Always forgetting to file your Texas Franchise Tax Reports on time? Starting in 2024, you might find yourself exempt from this task. The Texas legislature passed significant changes to the franchise tax reporting requirements in 2023, streamlining how businesses handle their tax reporting and reducing the administrative burden, particularly for small to medium-sized businesses.

Increased Revenue Threshold and the Discontinuation of the “No Tax Due Report”

The “No Tax Due” threshold for Texas Franchise Tax has been raised substantially—from $1,230,000 to $2,470,000. With this adjustment, if your business’s annualized total revenue stays below $2.47 million, you’re exempt from filing the “No Tax Due Report” (Form 05-163). This legislative change, coded in Tex. Tax Code § 171.002(d)(2) and § 171.204, is designed to alleviate the reporting burden on smaller enterprises.

Considerations for Combined Groups

It’s important to note that for businesses operating within a combined group, the combined total revenue is what counts towards the threshold. Individual members of the group who individually fall below the threshold still need to consider the group’s total revenue when preparing tax documents. This measure prevents larger business entities from avoiding tax liabilities by structuring operations across multiple smaller entities, as outlined in Tex. Tax Code § 171.1014.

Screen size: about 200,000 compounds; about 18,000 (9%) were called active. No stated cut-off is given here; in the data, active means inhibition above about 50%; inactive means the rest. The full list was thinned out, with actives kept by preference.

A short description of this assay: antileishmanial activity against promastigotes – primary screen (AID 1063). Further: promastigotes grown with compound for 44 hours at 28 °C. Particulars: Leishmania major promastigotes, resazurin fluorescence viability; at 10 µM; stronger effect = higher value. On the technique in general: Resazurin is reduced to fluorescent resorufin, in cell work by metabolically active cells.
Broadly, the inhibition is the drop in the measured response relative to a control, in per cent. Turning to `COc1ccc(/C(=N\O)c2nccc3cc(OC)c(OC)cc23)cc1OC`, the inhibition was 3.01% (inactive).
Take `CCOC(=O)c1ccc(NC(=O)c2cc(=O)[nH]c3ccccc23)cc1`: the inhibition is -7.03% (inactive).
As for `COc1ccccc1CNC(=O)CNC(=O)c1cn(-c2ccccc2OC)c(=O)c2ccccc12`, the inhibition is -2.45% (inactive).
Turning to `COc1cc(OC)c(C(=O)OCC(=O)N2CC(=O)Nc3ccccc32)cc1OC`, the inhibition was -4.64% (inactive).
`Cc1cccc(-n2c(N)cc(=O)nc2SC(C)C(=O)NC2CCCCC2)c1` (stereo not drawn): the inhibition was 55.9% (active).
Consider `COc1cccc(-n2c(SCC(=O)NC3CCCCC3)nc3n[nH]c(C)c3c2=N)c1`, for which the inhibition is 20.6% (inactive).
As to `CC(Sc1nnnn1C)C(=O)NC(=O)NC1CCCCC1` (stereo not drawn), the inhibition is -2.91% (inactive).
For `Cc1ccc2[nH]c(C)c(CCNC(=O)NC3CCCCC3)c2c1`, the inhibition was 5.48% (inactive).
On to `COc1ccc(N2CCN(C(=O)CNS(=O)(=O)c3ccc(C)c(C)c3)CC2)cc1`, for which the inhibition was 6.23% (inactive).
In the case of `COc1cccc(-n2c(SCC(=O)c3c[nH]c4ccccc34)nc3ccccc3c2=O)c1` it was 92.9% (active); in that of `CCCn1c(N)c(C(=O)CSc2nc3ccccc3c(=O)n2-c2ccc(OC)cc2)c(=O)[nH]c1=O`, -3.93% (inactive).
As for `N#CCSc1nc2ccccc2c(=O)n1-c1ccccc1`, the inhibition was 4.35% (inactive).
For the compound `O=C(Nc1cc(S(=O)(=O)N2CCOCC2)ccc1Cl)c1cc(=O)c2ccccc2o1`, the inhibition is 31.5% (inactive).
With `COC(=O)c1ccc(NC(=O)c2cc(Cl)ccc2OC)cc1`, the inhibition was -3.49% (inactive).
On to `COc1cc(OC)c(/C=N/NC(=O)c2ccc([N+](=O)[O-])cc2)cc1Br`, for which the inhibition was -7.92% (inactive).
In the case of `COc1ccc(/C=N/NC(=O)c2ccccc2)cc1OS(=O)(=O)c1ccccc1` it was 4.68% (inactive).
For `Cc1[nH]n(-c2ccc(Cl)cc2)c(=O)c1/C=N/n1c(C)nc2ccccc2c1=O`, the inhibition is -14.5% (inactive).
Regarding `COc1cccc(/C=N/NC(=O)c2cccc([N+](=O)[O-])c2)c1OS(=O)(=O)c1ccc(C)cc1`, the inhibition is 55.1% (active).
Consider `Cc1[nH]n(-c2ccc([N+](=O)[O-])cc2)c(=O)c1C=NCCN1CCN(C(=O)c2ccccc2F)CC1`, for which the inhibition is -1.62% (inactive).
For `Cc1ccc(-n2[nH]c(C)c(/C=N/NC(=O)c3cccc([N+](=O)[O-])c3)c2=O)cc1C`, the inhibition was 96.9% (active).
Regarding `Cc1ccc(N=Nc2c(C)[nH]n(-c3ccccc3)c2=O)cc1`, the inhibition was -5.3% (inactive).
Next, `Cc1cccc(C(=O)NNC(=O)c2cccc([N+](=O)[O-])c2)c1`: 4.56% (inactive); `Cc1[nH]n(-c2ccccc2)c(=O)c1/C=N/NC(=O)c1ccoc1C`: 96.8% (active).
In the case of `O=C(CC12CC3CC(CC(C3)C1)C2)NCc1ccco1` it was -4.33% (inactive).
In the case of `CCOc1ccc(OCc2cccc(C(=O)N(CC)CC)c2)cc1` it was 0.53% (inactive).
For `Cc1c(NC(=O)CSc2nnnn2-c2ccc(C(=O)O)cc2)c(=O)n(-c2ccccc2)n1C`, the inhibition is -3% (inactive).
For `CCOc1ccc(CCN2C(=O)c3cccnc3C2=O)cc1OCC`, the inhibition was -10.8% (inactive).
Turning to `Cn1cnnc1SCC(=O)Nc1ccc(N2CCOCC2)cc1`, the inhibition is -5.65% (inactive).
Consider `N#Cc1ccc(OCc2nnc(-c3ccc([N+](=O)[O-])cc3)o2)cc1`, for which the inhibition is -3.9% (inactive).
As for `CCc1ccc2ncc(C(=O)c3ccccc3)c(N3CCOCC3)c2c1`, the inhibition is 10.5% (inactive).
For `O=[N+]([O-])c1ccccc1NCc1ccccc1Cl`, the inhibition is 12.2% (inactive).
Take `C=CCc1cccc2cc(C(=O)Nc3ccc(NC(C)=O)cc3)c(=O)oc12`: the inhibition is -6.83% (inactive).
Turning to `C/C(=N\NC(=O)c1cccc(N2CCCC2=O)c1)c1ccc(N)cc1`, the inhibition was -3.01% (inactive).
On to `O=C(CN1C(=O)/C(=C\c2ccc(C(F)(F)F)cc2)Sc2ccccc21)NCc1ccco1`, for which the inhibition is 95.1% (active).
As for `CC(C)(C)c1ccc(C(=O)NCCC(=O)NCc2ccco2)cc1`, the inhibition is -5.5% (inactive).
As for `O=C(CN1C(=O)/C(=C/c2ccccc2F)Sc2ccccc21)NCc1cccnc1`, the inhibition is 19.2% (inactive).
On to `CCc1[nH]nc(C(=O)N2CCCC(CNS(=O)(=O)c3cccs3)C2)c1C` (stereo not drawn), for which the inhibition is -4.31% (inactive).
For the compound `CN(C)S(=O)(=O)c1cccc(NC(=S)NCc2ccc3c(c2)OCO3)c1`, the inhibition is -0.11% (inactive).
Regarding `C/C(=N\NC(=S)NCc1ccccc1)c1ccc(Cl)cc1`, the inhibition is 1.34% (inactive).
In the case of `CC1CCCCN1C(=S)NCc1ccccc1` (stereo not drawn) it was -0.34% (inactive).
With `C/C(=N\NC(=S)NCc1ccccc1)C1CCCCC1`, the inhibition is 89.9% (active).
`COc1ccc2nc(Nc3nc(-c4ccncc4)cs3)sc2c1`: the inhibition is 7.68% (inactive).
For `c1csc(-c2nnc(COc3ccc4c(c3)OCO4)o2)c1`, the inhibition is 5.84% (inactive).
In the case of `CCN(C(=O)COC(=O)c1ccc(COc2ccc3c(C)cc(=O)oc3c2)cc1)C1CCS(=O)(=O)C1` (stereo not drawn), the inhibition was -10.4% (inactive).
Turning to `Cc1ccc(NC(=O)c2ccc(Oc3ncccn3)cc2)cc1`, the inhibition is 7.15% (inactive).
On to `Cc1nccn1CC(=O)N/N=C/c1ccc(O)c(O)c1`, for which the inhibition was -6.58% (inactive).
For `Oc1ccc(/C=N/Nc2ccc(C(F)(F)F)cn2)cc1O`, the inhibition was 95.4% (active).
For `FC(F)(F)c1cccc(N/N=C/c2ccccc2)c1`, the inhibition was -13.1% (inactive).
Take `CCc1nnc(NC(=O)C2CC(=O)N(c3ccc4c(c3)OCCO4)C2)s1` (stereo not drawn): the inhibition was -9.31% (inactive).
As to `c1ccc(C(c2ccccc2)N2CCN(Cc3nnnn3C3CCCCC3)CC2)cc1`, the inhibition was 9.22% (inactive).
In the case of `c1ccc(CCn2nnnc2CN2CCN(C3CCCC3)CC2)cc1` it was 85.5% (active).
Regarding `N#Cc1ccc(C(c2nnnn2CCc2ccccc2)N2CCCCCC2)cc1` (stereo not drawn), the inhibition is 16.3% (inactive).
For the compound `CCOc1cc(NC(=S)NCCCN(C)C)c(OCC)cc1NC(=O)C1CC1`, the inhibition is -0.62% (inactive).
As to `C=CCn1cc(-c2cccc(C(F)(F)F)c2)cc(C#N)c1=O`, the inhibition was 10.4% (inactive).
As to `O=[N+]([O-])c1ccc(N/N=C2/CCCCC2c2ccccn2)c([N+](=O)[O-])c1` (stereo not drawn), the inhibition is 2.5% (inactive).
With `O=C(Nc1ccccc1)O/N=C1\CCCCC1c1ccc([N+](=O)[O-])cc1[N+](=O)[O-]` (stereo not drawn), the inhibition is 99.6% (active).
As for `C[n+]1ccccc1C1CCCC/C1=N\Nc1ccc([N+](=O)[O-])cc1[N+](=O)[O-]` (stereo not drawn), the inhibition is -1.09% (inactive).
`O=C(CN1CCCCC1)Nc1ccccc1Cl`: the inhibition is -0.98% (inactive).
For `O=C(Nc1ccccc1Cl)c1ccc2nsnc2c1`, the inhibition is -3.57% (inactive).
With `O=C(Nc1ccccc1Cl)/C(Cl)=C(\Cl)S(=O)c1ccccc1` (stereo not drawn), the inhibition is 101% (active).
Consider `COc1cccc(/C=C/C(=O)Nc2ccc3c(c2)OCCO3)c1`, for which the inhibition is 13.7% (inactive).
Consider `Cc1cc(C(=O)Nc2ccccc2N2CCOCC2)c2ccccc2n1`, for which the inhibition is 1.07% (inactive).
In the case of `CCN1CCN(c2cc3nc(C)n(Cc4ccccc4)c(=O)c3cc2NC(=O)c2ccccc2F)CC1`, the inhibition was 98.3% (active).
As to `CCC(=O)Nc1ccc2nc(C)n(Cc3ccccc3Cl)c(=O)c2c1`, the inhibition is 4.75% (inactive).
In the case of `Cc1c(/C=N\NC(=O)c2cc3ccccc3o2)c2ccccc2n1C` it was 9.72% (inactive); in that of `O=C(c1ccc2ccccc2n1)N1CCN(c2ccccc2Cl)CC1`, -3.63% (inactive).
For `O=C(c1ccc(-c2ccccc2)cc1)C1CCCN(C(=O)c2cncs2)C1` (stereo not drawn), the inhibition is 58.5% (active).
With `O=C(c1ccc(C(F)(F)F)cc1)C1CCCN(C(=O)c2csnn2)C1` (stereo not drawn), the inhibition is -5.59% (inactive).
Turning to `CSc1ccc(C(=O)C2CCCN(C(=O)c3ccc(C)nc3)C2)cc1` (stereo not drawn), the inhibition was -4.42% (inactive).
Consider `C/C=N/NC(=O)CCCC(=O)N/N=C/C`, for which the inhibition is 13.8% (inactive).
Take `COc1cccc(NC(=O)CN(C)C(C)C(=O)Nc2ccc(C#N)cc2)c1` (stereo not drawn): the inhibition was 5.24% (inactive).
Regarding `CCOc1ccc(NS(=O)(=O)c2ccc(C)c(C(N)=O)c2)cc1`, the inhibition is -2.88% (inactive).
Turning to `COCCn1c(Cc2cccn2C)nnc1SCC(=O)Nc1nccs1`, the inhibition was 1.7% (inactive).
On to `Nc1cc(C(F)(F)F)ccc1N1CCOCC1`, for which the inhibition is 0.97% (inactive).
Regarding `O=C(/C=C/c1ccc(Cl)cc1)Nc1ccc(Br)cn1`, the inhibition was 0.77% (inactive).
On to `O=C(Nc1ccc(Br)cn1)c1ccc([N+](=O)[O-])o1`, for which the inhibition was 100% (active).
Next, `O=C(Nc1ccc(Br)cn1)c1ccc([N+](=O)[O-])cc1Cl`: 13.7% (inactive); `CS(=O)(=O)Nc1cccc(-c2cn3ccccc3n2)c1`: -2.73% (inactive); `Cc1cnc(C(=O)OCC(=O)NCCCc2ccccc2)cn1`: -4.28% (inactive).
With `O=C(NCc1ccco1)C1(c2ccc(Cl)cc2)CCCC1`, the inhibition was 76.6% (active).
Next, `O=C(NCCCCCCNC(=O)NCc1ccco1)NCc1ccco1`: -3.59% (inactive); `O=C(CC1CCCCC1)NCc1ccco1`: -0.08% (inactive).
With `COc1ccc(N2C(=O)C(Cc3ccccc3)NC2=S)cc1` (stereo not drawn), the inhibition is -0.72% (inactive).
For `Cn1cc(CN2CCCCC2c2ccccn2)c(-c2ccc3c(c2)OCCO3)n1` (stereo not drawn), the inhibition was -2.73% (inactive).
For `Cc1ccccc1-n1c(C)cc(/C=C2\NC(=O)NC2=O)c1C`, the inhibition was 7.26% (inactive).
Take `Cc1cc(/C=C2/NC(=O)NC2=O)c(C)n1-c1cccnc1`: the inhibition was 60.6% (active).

Continuing Compliance Obligations

Despite the elimination of the “No Tax Due Report,” the requirement for transparency hasn’t completely disappeared. Businesses whose revenues fall below the new threshold are still required to file either a Public Information Report (Form 05-102) or an Ownership Information Report (Form 05-167). These reports are crucial as they ensure businesses continue to provide essential information while complying with state regulations, per Tex. Tax Code §§ 171.0001(13) & § 171.203.

CTA – Keep New Federal Compliance Requirements in Mind

On the federal front, the Corporate Transparency Act (CTA) introduced mandatory reporting requirements for beneficial owners of many companies. This act, which aims to increase transparency and combat financial crimes, requires the filing of Beneficial Ownership Information Reports (BOIR). Entities formed or registered before January 1, 2024, must file their initial reports by January 1, 2025, but entities formed on or after January 1, 2024, have 30-90 days from formation. The requirement to file BOIR adds a significant layer of compliance, involving the disclosure of sensitive information such as names, addresses, dates of birth, and ID numbers of beneficial owners. For more insights on navigating the CTA, you can refer to our details here.

Implications for Texas Businesses

With the state easing some tax reporting requirements, Texas businesses should experience some relief in state-level compliance burdens. However, federal requirements like those imposed by the CTA mean that vigilance and strategic planning remain crucial. Business owners and financial officers must stay informed and adapt their compliance strategies to navigate these changes effectively.


Clara Betancourt

[email protected] I 512.370.2871